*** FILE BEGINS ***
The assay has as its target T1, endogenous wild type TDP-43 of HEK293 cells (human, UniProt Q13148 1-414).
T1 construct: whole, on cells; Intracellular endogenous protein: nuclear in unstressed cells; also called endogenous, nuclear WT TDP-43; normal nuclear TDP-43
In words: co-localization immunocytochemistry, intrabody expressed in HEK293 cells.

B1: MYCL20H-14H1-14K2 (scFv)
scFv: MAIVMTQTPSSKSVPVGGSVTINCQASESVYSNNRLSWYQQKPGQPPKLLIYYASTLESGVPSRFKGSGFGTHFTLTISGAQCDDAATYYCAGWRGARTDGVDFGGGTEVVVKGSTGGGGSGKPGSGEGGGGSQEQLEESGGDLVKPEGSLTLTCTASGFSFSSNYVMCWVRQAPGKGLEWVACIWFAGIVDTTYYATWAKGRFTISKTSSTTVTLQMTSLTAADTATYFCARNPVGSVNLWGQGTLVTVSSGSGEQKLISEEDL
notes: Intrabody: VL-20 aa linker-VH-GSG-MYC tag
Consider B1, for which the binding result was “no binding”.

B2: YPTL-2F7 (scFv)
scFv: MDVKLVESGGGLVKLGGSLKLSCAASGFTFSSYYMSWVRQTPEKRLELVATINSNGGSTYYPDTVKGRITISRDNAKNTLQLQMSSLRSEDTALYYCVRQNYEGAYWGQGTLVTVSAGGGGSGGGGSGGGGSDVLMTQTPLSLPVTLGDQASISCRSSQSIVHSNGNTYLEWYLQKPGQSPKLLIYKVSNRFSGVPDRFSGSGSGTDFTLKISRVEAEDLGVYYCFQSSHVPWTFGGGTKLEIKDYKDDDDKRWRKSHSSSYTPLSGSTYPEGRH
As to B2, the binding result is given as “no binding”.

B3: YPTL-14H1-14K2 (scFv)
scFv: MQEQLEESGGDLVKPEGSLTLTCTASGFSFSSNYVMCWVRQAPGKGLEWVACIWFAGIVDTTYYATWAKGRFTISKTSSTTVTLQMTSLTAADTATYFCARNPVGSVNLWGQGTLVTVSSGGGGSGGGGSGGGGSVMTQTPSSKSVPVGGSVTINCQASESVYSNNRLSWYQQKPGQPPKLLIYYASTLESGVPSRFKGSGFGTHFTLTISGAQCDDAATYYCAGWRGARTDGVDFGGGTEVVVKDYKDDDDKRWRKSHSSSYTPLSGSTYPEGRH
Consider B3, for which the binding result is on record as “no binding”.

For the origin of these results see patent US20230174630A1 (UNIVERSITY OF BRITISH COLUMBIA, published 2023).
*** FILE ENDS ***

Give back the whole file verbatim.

The assay has as its target T1, endogenous wild type TDP-43 of HEK293 cells (human, UniProt Q13148 1-414).
T1 construct: whole, on cells; Intracellular endogenous protein: nuclear in unstressed cells; also called endogenous, nuclear WT TDP-43; normal nuclear TDP-43
In words: co-localization immunocytochemistry, intrabody expressed in HEK293 cells.

B1: MYCL20H-14H1-14K2 (scFv)
scFv: MAIVMTQTPSSKSVPVGGSVTINCQASESVYSNNRLSWYQQKPGQPPKLLIYYASTLESGVPSRFKGSGFGTHFTLTISGAQCDDAATYYCAGWRGARTDGVDFGGGTEVVVKGSTGGGGSGKPGSGEGGGGSQEQLEESGGDLVKPEGSLTLTCTASGFSFSSNYVMCWVRQAPGKGLEWVACIWFAGIVDTTYYATWAKGRFTISKTSSTTVTLQMTSLTAADTATYFCARNPVGSVNLWGQGTLVTVSSGSGEQKLISEEDL
notes: Intrabody: VL-20 aa linker-VH-GSG-MYC tag
Consider B1, for which the binding result was “no binding”.

B2: YPTL-2F7 (scFv)
scFv: MDVKLVESGGGLVKLGGSLKLSCAASGFTFSSYYMSWVRQTPEKRLELVATINSNGGSTYYPDTVKGRITISRDNAKNTLQLQMSSLRSEDTALYYCVRQNYEGAYWGQGTLVTVSAGGGGSGGGGSGGGGSDVLMTQTPLSLPVTLGDQASISCRSSQSIVHSNGNTYLEWYLQKPGQSPKLLIYKVSNRFSGVPDRFSGSGSGTDFTLKISRVEAEDLGVYYCFQSSHVPWTFGGGTKLEIKDYKDDDDKRWRKSHSSSYTPLSGSTYPEGRH
As to B2, the binding result is given as “no binding”.

B3: YPTL-14H1-14K2 (scFv)
scFv: MQEQLEESGGDLVKPEGSLTLTCTASGFSFSSNYVMCWVRQAPGKGLEWVACIWFAGIVDTTYYATWAKGRFTISKTSSTTVTLQMTSLTAADTATYFCARNPVGSVNLWGQGTLVTVSSGGGGSGGGGSGGGGSVMTQTPSSKSVPVGGSVTINCQASESVYSNNRLSWYQQKPGQPPKLLIYYASTLESGVPSRFKGSGFGTHFTLTISGAQCDDAATYYCAGWRGARTDGVDFGGGTEVVVKDYKDDDDKRWRKSHSSSYTPLSGSTYPEGRH
Consider B3, for which the binding result is on record as “no binding”.

For the origin of these results see patent US20230174630A1 (UNIVERSITY OF BRITISH COLUMBIA, published 2023).